The 1921 Morgan Silver Dollar: A Popular Silver Coin for the Ages

The Importance and History of the 1921 Morgan Silver Dollar

 

The obverse and reverse of a 1921 Morgan Silver Dollar in great condition.

The 1921 Morgan Silver Dollar is a popular coin for collectors all over the world. It was an important coin that helped usher in the westward expansion of the United States. Various mints struck and minted Morgan Dollars from 1878 to 1904, then again in 1921.

While the value of a Morgan Dollar depends on several factors, the condition is usually the most important. A Morgan Dollar that has been circulated might have a lower value than one that is still in its original packaging. This is due to wear and tear on the coin. Collector demand can also drive up the price of Morgan Dollars – one such collector demand centers around the greatly popular 1921 Morgan Silver Dollar.

There are unique characteristics about the 1921 Morgan Silver Dollar compared to Silver coins that preceded them. Numismatists have enjoyed the Morgan Silver Dollar for years for various reasons, including its beauty and historical significance. When referring to the Morgan Dollars, it is difficult not to include the 1921 Morgan Silver Dollar coin as a high point of the conversation.

History of the Morgan Silver Dollar

The Morgan Silver Dollar was designed by George T. Morgan, an English artist. The coins were intended to commemorate the 300th anniversary of the founding of Jamestown, Virginia. The obverse on the Morgan Dollar features a profile portrait of Lady Liberty wearing a Phrygian cap, which symbolizes freedom. The reverse of the coin features an American Bald Eagle with two heads. The eagle also carries thirteen stars and an olive branch in its talons.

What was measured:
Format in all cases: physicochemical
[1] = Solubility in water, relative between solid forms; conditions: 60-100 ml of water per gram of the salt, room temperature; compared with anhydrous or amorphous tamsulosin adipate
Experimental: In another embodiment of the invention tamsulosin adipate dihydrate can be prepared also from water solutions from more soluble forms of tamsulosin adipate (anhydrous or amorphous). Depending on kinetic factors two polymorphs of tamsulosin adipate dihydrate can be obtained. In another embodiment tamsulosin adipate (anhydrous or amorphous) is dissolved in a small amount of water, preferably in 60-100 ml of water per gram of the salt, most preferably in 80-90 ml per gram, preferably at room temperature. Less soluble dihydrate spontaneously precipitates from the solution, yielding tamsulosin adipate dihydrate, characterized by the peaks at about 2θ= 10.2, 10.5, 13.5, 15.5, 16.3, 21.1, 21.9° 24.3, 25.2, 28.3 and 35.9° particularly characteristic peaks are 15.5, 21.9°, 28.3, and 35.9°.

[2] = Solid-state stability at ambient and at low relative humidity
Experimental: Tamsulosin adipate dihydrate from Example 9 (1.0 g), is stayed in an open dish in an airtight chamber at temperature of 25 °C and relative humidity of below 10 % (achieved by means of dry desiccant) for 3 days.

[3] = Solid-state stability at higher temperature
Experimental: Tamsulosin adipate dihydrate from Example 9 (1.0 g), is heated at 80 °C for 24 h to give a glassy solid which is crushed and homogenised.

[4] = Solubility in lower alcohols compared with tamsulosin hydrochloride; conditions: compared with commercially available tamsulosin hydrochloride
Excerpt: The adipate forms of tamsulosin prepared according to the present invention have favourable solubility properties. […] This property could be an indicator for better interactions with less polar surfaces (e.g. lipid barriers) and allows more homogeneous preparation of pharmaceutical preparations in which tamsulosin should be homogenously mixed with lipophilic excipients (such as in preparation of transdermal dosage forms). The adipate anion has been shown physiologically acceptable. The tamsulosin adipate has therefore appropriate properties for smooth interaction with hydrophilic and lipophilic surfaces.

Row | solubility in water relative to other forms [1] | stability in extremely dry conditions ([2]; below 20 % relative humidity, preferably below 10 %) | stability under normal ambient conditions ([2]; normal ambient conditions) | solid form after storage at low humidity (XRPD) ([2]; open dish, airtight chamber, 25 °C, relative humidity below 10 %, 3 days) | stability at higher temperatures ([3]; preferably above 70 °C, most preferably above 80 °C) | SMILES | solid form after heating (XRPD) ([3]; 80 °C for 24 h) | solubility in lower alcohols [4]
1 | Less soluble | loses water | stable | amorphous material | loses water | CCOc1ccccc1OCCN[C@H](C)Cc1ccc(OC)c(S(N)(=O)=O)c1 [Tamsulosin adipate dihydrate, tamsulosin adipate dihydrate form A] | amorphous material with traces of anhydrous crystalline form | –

The Morgan Dollar was first struck in 1878 and continued to be struck until 1904. After a hiatus, production began again in 1921. Morgan Dollars were minted at the Philadelphia, San Francisco, New Orleans, Carson City, Denver and the United States Coins Mint in Manila.

The reason for discontinuing production stemmed from the Panic of 1893-1895. It was believed that using Silver for coinage contributed to inflationary problems in the United States.

In the 1920s, when banks started to fail across the country, people withdrew their money and converted it into Silver Dollars for safekeeping. By 1933, there was a nationwide bank holiday declared when President Franklin D. Roosevelt took office. He closed all banks, except those with enough Silver to convert into dollars.

The production of the Morgan Silver Dollar halted when President Roosevelt’s administration passed the Gold Reserve Act of 1933, which required American citizens to return their Gold holdings to government officials within a month or face a $10,000 fine and ten years in jail.